This afternoon, Acting Deputy Secretary Rebecca Blank participated in an event at the White House to announce the Administration’s progress in cracking down on intellectual property (IP) theft crimes and the launch of a public education campaign intended to increase Americans’ knowledge of the threat these crimes pose to economic prosperity and public safety.  The campaign is entitled “Counterfeits Hurt. You Have The Power to Stop Them.

Counterfeit goods not only can cause harm to the safety of our families, but they also cause harm to our economy and to American businesses.  That’s because the success of the U.S. economy relies heavily on intellectual property; virtually every industry either produces IP or uses it. IP theft costs domestic industries an estimated $200 to $250 billion a year.  This robs American workers of hundreds of thousands of jobs.

Only when American ideas and American inventions are protected, so that innovators receive the rewards from their creativity, can American business prosper and the American economy continues to   grow. It’s also important to remember protecting intellectual property has a multiplier effect, helping create jobs not only within the original firm that owns the IP but also within all the firms that it buys from and sells to.

Thanksgiving Day: November 24, 2011

Image of colorful Fall fruits and vegetables (Photo: Westmont.IL.gov)

In the fall of 1621, the Pilgrims, early settlers of Plymouth Colony, held a three-day feast to celebrate a bountiful harvest, an event many regard as the nation's first Thanksgiving. Historians have also recorded ceremonies of thanks among other groups of European settlers in North America, including British colonists in Virginia in 1619. The legacy of thanks and the feast have survived the centuries, as the event became a national holiday in 1863 when President Abraham Lincoln proclaimed the last Thursday of November as a national day of thanksgiving. Later, President Franklin Roosevelt clarified that Thanksgiving should always be celebrated on the fourth Thursday of the month to encourage earlier holiday shopping, never on the occasional fifth Thursday.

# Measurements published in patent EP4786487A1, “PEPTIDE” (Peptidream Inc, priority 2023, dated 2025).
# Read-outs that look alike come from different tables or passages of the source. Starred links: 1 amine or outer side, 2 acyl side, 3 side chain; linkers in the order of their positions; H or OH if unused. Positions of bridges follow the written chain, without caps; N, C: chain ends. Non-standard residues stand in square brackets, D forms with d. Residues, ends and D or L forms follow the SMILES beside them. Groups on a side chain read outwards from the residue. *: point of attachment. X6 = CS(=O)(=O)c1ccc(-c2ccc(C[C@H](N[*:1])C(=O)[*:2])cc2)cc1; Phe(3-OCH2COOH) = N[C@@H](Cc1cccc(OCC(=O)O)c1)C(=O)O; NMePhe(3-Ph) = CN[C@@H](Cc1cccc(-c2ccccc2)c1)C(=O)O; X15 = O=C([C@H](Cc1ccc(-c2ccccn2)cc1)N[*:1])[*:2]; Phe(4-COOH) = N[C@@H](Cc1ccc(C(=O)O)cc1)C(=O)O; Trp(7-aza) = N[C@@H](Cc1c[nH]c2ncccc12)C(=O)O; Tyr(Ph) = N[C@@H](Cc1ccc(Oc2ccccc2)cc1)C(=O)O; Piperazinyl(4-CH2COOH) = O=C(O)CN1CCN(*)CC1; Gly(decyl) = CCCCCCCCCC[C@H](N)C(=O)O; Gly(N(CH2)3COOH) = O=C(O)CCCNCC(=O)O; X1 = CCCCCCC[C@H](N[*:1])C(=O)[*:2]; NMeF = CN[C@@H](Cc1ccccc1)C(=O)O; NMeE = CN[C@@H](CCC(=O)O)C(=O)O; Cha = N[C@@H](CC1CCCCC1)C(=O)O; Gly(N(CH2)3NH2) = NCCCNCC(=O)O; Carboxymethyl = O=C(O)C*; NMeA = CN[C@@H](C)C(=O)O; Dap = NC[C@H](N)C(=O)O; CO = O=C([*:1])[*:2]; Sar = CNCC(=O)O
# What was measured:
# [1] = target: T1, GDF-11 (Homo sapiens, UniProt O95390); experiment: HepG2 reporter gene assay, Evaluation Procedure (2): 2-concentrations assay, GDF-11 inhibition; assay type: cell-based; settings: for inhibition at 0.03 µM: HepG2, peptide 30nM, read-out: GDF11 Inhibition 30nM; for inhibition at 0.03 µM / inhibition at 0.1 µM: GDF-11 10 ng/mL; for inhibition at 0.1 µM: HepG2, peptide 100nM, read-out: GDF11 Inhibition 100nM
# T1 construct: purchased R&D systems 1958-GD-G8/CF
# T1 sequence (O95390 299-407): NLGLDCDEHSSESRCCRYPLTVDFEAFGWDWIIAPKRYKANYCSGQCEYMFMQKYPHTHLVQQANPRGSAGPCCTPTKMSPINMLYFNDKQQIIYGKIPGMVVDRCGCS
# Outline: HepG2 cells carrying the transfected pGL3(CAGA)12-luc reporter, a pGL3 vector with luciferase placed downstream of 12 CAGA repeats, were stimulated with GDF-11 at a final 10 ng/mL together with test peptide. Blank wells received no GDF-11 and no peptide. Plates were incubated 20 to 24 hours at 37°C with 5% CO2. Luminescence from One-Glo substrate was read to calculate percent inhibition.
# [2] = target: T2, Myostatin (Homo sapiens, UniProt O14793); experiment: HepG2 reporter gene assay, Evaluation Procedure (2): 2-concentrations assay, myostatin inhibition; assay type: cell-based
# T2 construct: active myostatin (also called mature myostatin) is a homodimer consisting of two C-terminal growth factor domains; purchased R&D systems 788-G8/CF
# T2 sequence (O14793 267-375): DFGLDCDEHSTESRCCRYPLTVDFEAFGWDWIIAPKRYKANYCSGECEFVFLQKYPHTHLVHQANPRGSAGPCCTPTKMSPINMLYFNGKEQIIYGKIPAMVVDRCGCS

• 248 million:  The number of turkeys expected to be raised in the United States in 2011. That's up 2 percent from the number raised during 2010. The turkeys produced in 2010 together weighed 7.11 billion pounds and were valued at $4.37 billion.
  • 1.1 billion pounds:  Total production of pumpkins in the major pumpkin-producing states in 2010. Illinois led the country by producing 427 million pounds of the vined orange gourd. Pumpkin patches in California, New York and Ohio also provided lots of pumpkins: Each state produced at least 100 million pounds. The value of all pumpkins produced by major pumpkin-producing states was $117 million.
  • 13.3 pounds:  The quantity of turkey consumed by the typical American in 2009, with no doubt a hearty helping devoured at Thanksgiving time. Per capita sweet potato consumption was 5.3 pounds.
  • 37:  Number of places and townships in the United States named Plymouth, as in Plymouth Rock, the landing site of the first Pilgrims.

Facts, features and more for Thanksgiving Day

Spotlight on Commerce: Dee Alexander, Program Analyst, U.S. Census Bureau

Dee Alexander with an Alaskan Husky during the Census Enumeration on January 25, 2010 in Noorvik, Alaska.

Ed. Note: This post is part of the Spotlight on Commerce series, which highlights members of the Department of Commerce who are contributing to the president's vision of winning the future through their work.

Guest blog by Dee Alexander, Program Analyst, Decennial Management Division’s Outreach and Promotion Branch, U.S. Census Bureau